The Autobiography of Anne Halkett
[Edinburgh: through her connection to Margaret Howard Boyle, she attempts to help Halkett avoid serving in Cromwell's government, pp. 105 - 107]
When wee came to Edb [Edinburgh], I sentt my excuse for nott beeing fitt then to waite upon my Lady Broghill [Margaret], who was then there with her Lord [Roger Boyle, son of Richard, Earl of Cork], who was Presidentt of the Counsell, butt resolved to come there againe only to pay that respect which I had for them both, nott as they were then imployed, butt as I had long beene intimately aquainted with them before, and knew that what they acted now was more outt of a goode designe than an ill, as was evidentt by the civility they shewed to all the Royallists.1
Affter wee came home, and [p. 106] had receaved a very kind wellcome from all Sir James his friends and neibours, and that wee were a litle setled, hee thought itt convenientt for us to goe over, as I promised, to waite upon my Lady Broghill; and the reason which made Sir James the sooner doe itt was, that severall gentlemen who had ingaged to serve under the English power in puplicke imploymentt as Justices of Peace had presed to have Sir James one of that number, butt hee declining, they made his name bee inserted in the list, with this certification, that whoever refused to act in that station who was nominate should bee sentt to the Castle att Edinburgh.2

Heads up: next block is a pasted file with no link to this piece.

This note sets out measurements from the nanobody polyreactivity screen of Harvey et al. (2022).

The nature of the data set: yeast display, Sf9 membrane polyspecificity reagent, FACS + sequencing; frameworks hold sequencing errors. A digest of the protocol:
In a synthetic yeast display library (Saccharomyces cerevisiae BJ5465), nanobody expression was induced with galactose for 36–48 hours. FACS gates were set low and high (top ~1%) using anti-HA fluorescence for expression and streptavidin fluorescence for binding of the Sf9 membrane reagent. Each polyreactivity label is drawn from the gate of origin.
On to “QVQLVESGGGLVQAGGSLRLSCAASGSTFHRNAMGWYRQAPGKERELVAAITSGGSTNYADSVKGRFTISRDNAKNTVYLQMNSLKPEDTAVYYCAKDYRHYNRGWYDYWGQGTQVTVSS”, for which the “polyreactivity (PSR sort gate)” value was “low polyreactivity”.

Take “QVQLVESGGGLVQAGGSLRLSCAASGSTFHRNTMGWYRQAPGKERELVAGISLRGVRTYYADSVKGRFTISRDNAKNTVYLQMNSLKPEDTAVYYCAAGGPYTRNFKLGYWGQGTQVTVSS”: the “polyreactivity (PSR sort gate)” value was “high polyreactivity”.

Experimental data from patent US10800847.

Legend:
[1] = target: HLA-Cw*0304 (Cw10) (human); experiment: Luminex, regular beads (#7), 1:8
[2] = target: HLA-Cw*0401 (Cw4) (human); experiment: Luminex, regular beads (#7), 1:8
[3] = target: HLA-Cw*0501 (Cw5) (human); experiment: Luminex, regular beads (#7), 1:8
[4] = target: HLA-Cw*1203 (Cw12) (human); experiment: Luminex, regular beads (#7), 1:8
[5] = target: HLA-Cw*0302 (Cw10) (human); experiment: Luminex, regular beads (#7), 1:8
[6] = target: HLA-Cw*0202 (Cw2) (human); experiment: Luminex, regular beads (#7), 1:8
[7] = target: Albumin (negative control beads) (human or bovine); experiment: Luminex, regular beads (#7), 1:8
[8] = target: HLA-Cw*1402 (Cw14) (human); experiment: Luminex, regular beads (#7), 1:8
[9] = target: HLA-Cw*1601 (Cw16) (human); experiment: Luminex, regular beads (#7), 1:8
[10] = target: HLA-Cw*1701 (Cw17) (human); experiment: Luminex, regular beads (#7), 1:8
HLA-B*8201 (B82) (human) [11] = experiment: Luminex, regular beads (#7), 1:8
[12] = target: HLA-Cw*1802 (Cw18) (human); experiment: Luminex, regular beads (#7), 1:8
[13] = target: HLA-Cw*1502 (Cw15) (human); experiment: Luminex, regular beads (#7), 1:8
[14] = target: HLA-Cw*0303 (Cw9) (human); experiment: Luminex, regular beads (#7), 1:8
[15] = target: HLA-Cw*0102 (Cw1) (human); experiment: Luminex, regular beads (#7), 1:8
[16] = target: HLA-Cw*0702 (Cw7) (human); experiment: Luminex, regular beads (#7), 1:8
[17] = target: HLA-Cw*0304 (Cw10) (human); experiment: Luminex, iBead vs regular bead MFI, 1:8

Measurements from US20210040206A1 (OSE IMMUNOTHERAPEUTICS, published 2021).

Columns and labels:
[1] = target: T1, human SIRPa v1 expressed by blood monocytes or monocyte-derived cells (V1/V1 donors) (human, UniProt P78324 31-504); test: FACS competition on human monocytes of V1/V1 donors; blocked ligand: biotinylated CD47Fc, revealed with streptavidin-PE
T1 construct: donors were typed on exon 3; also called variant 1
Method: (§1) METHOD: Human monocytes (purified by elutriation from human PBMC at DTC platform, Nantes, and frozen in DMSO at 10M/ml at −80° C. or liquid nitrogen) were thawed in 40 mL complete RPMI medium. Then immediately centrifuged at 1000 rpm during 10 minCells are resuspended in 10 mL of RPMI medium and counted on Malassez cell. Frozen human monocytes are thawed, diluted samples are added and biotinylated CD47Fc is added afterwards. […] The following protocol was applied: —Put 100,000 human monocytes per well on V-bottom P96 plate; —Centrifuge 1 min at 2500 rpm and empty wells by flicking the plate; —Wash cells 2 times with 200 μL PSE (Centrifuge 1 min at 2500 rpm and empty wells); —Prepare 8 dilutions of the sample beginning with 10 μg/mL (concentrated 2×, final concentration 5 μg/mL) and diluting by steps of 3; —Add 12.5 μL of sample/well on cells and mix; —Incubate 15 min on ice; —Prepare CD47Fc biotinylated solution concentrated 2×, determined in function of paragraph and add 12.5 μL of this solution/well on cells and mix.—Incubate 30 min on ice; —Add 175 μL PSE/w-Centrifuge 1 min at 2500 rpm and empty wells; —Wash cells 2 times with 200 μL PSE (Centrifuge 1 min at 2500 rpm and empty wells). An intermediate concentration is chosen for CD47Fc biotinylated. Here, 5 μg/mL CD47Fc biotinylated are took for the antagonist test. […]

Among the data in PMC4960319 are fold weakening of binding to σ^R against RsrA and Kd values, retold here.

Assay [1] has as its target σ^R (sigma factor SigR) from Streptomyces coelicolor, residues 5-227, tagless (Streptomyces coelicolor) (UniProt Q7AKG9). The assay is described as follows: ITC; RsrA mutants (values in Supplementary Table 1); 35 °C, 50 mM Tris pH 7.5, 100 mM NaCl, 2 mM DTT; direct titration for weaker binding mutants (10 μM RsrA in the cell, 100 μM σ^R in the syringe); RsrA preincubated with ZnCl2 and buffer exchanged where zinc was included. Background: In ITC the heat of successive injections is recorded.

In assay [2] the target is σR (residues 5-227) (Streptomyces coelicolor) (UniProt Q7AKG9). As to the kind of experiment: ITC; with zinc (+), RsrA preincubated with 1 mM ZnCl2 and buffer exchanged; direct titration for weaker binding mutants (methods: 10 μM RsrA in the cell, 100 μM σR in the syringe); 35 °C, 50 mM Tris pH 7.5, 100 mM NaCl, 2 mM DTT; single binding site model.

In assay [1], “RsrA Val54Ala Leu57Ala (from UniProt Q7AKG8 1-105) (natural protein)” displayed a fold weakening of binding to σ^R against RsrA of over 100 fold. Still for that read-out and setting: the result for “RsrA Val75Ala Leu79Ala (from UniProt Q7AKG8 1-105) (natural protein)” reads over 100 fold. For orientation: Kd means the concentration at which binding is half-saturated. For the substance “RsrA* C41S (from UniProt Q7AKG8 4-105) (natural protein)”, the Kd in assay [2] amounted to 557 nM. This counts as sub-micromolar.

This made us hasten our journy; and as soone as wee came there, a gentleman (who I will nott now name, because I hope hee repents what hee then did,) that had beene very urgentt with Sir James to accept the imploymentt, came and importunately presed him againe, and, to make mee the better sattisfied with the proposall, told mee many advantages hee would receave by itt, and was very desirous that hee might goe with mee to make my aquaintance with my Lady Broghill. I excused my going att such times as hee mentioned, only because I would nott have him with mee, nor did I take notice as if I had ever scene her. Butt as soone as I was free of him I wentt presenttly affter dinner.
They lay then in the Earle of Muray howse in the Canon Gate, and just as I came in att the gate my Lord Broghill was going outt, and with him a great attendance, and amongst the rest the gentleman who had beene so forward to have Sir James putt in to bee a Justice of Peace.
Hee was a litle surprisd when he saw my Lord Br. [Roger Boyle, son of Richard, Earl of Cork, Lord Broghill] come with so much freedome and kindnese and bid mee wellcome, and bringing mee to the staires, asked if I had any service for him.
I said, "My Lord, though there hath beene many sad changes since I saw your Lorp [Lordship], yett I still look upon you as the same person you were, and therfore in short I am come to beg your Lorp [Lordship's] faver to Sir James, who I heare is in the list."
"Why! (said hee,) hath hee nott a mind to be a Justice?"
"Noe, my Lord, so farre from itt, that hee will goe to the Castle first."
Well, my word for it, (replied [p. 107] hee,) you shall never heere of itt more."
Beeing then in hast, going up to some committee, hee left mee with his Lady [her friend or connection, Margaret], and ingaged me to dine with them the next day; which I did, and had all the assurance I could desire that Sir James should bee free from having any thing imposed upon him that was contrary to the duty and Loyalty that became a faithfull subject.